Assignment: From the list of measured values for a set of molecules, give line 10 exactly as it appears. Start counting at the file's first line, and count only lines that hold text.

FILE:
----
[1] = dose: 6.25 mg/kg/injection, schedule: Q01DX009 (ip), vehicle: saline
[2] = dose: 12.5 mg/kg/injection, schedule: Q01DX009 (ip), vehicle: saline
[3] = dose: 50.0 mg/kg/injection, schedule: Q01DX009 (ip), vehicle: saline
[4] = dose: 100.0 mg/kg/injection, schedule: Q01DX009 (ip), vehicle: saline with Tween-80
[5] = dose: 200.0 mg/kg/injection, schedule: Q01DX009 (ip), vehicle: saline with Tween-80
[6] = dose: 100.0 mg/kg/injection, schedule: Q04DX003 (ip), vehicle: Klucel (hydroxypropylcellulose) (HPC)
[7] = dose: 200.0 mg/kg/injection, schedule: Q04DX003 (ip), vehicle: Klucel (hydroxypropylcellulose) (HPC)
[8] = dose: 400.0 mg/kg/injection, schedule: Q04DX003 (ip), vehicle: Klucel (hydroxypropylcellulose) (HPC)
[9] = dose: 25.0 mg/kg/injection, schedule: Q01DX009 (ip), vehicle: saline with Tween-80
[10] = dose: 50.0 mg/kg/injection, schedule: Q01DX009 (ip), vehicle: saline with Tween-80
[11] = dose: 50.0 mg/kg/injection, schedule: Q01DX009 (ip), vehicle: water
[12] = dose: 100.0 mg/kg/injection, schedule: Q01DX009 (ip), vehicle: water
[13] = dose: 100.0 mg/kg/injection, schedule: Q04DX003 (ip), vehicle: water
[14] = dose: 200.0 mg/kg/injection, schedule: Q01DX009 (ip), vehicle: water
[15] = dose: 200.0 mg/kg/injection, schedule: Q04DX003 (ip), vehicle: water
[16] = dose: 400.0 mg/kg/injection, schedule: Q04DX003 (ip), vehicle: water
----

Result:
[10] = dose: 50.0 mg/kg/injection, schedule: Q01DX009 (ip), vehicle: saline with Tween-80